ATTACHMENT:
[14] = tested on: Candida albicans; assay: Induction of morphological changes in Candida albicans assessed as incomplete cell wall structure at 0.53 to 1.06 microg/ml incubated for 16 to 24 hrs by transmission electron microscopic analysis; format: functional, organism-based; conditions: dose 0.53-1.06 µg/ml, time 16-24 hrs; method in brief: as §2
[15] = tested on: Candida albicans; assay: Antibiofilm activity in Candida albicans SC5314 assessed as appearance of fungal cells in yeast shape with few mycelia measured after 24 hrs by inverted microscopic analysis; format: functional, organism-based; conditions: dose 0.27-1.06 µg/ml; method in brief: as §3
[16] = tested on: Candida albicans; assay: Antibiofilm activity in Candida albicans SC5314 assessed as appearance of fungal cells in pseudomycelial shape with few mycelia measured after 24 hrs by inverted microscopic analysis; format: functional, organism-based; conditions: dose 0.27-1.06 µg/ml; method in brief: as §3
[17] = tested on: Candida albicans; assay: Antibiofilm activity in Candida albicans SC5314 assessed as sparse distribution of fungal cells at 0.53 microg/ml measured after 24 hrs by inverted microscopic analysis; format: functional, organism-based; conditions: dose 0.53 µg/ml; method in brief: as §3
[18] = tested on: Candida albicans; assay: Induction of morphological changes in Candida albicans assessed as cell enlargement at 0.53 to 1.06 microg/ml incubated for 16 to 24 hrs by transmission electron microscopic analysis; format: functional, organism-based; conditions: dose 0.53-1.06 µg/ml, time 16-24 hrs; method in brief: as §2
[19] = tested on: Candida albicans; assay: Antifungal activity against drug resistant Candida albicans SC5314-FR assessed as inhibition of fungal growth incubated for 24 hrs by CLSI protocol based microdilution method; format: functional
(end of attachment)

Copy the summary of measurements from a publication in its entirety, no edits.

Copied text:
[14] = tested on: Candida albicans; assay: Induction of morphological changes in Candida albicans assessed as incomplete cell wall structure at 0.53 to 1.06 microg/ml incubated for 16 to 24 hrs by transmission electron microscopic analysis; format: functional, organism-based; conditions: dose 0.53-1.06 µg/ml, time 16-24 hrs; method in brief: as §2
[15] = tested on: Candida albicans; assay: Antibiofilm activity in Candida albicans SC5314 assessed as appearance of fungal cells in yeast shape with few mycelia measured after 24 hrs by inverted microscopic analysis; format: functional, organism-based; conditions: dose 0.27-1.06 µg/ml; method in brief: as §3
[16] = tested on: Candida albicans; assay: Antibiofilm activity in Candida albicans SC5314 assessed as appearance of fungal cells in pseudomycelial shape with few mycelia measured after 24 hrs by inverted microscopic analysis; format: functional, organism-based; conditions: dose 0.27-1.06 µg/ml; method in brief: as §3
[17] = tested on: Candida albicans; assay: Antibiofilm activity in Candida albicans SC5314 assessed as sparse distribution of fungal cells at 0.53 microg/ml measured after 24 hrs by inverted microscopic analysis; format: functional, organism-based; conditions: dose 0.53 µg/ml; method in brief: as §3
[18] = tested on: Candida albicans; assay: Induction of morphological changes in Candida albicans assessed as cell enlargement at 0.53 to 1.06 microg/ml incubated for 16 to 24 hrs by transmission electron microscopic analysis; format: functional, organism-based; conditions: dose 0.53-1.06 µg/ml, time 16-24 hrs; method in brief: as §2
[19] = tested on: Candida albicans; assay: Antifungal activity against drug resistant Candida albicans SC5314-FR assessed as inhibition of fungal growth incubated for 24 hrs by CLSI protocol based microdilution method; format: functional